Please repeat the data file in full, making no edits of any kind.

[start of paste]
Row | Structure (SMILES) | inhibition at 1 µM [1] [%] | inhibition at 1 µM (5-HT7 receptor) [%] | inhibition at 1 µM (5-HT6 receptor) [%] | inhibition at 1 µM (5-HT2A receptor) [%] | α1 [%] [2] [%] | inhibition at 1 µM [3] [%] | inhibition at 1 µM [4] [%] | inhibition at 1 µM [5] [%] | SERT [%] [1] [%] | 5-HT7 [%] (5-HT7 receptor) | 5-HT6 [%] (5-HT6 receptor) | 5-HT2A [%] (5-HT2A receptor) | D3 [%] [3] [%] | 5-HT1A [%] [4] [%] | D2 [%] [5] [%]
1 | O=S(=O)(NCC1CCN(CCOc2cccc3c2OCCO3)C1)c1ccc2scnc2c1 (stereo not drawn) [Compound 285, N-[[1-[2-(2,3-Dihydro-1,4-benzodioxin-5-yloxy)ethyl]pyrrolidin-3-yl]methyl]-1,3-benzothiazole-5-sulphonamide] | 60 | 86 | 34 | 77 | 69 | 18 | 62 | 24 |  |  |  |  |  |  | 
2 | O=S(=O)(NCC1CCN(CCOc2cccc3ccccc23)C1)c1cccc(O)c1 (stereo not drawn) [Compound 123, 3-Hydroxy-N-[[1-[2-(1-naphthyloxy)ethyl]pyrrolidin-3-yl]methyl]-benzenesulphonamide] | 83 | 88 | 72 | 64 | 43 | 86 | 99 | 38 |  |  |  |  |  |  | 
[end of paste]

Row | Structure (SMILES) | inhibition at 1 µM [1] [%] | inhibition at 1 µM (5-HT7 receptor) [%] | inhibition at 1 µM (5-HT6 receptor) [%] | inhibition at 1 µM (5-HT2A receptor) [%] | α1 [%] [2] [%] | inhibition at 1 µM [3] [%] | inhibition at 1 µM [4] [%] | inhibition at 1 µM [5] [%] | SERT [%] [1] [%] | 5-HT7 [%] (5-HT7 receptor) | 5-HT6 [%] (5-HT6 receptor) | 5-HT2A [%] (5-HT2A receptor) | D3 [%] [3] [%] | 5-HT1A [%] [4] [%] | D2 [%] [5] [%]
1 | O=S(=O)(NCC1CCN(CCOc2cccc3c2OCCO3)C1)c1ccc2scnc2c1 (stereo not drawn) [Compound 285, N-[[1-[2-(2,3-Dihydro-1,4-benzodioxin-5-yloxy)ethyl]pyrrolidin-3-yl]methyl]-1,3-benzothiazole-5-sulphonamide] | 60 | 86 | 34 | 77 | 69 | 18 | 62 | 24 |  |  |  |  |  |  | 
2 | O=S(=O)(NCC1CCN(CCOc2cccc3ccccc23)C1)c1cccc(O)c1 (stereo not drawn) [Compound 123, 3-Hydroxy-N-[[1-[2-(1-naphthyloxy)ethyl]pyrrolidin-3-yl]methyl]-benzenesulphonamide] | 83 | 88 | 72 | 64 | 43 | 86 | 99 | 38 |  |  |  |  |  |  | 